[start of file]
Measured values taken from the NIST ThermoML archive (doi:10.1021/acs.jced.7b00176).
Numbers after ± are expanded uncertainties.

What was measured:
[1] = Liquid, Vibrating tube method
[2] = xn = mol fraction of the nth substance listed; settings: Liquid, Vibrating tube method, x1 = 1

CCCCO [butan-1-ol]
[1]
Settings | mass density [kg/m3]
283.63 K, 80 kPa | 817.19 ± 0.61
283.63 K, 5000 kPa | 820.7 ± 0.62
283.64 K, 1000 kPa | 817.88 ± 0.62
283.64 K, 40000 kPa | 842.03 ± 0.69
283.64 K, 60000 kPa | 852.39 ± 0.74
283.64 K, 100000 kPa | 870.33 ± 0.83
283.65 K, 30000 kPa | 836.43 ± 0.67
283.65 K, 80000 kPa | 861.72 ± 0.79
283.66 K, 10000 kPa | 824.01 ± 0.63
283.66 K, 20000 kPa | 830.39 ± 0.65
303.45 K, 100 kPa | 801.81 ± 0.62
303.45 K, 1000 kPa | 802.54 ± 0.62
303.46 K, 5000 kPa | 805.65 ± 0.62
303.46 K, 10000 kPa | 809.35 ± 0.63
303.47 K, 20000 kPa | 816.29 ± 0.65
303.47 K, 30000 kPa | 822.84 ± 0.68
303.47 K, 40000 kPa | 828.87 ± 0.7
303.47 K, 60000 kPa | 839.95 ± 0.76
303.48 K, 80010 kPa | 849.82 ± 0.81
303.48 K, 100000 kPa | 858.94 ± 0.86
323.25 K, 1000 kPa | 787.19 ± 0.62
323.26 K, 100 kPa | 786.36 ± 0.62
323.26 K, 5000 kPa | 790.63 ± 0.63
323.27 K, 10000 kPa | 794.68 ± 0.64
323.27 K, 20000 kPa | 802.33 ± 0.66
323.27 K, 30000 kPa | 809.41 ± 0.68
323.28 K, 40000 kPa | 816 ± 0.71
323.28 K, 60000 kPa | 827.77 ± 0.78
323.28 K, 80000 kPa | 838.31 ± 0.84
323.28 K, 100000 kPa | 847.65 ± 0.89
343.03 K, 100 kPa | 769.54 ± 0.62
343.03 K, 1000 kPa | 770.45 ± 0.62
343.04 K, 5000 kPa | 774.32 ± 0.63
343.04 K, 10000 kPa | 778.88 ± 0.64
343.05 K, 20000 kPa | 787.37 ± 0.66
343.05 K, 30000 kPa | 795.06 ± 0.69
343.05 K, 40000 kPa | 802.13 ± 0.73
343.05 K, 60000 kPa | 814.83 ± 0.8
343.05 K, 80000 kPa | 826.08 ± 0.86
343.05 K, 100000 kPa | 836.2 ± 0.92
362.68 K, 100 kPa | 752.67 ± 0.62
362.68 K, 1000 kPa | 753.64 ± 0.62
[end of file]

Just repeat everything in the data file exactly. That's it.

Measured values taken from the NIST ThermoML archive (doi:10.1021/acs.jced.7b00176).
Numbers after ± are expanded uncertainties.

What was measured:
[1] = Liquid, Vibrating tube method
[2] = xn = mol fraction of the nth substance listed; settings: Liquid, Vibrating tube method, x1 = 1

CCCCO [butan-1-ol]
[1]
Settings | mass density [kg/m3]
283.63 K, 80 kPa | 817.19 ± 0.61
283.63 K, 5000 kPa | 820.7 ± 0.62
283.64 K, 1000 kPa | 817.88 ± 0.62
283.64 K, 40000 kPa | 842.03 ± 0.69
283.64 K, 60000 kPa | 852.39 ± 0.74
283.64 K, 100000 kPa | 870.33 ± 0.83
283.65 K, 30000 kPa | 836.43 ± 0.67
283.65 K, 80000 kPa | 861.72 ± 0.79
283.66 K, 10000 kPa | 824.01 ± 0.63
283.66 K, 20000 kPa | 830.39 ± 0.65
303.45 K, 100 kPa | 801.81 ± 0.62
303.45 K, 1000 kPa | 802.54 ± 0.62
303.46 K, 5000 kPa | 805.65 ± 0.62
303.46 K, 10000 kPa | 809.35 ± 0.63
303.47 K, 20000 kPa | 816.29 ± 0.65
303.47 K, 30000 kPa | 822.84 ± 0.68
303.47 K, 40000 kPa | 828.87 ± 0.7
303.47 K, 60000 kPa | 839.95 ± 0.76
303.48 K, 80010 kPa | 849.82 ± 0.81
303.48 K, 100000 kPa | 858.94 ± 0.86
323.25 K, 1000 kPa | 787.19 ± 0.62
323.26 K, 100 kPa | 786.36 ± 0.62
323.26 K, 5000 kPa | 790.63 ± 0.63
323.27 K, 10000 kPa | 794.68 ± 0.64
323.27 K, 20000 kPa | 802.33 ± 0.66
323.27 K, 30000 kPa | 809.41 ± 0.68
323.28 K, 40000 kPa | 816 ± 0.71
323.28 K, 60000 kPa | 827.77 ± 0.78
323.28 K, 80000 kPa | 838.31 ± 0.84
323.28 K, 100000 kPa | 847.65 ± 0.89
343.03 K, 100 kPa | 769.54 ± 0.62
343.03 K, 1000 kPa | 770.45 ± 0.62
343.04 K, 5000 kPa | 774.32 ± 0.63
343.04 K, 10000 kPa | 778.88 ± 0.64
343.05 K, 20000 kPa | 787.37 ± 0.66
343.05 K, 30000 kPa | 795.06 ± 0.69
343.05 K, 40000 kPa | 802.13 ± 0.73
343.05 K, 60000 kPa | 814.83 ± 0.8
343.05 K, 80000 kPa | 826.08 ± 0.86
343.05 K, 100000 kPa | 836.2 ± 0.92
362.68 K, 100 kPa | 752.67 ± 0.62
362.68 K, 1000 kPa | 753.64 ± 0.62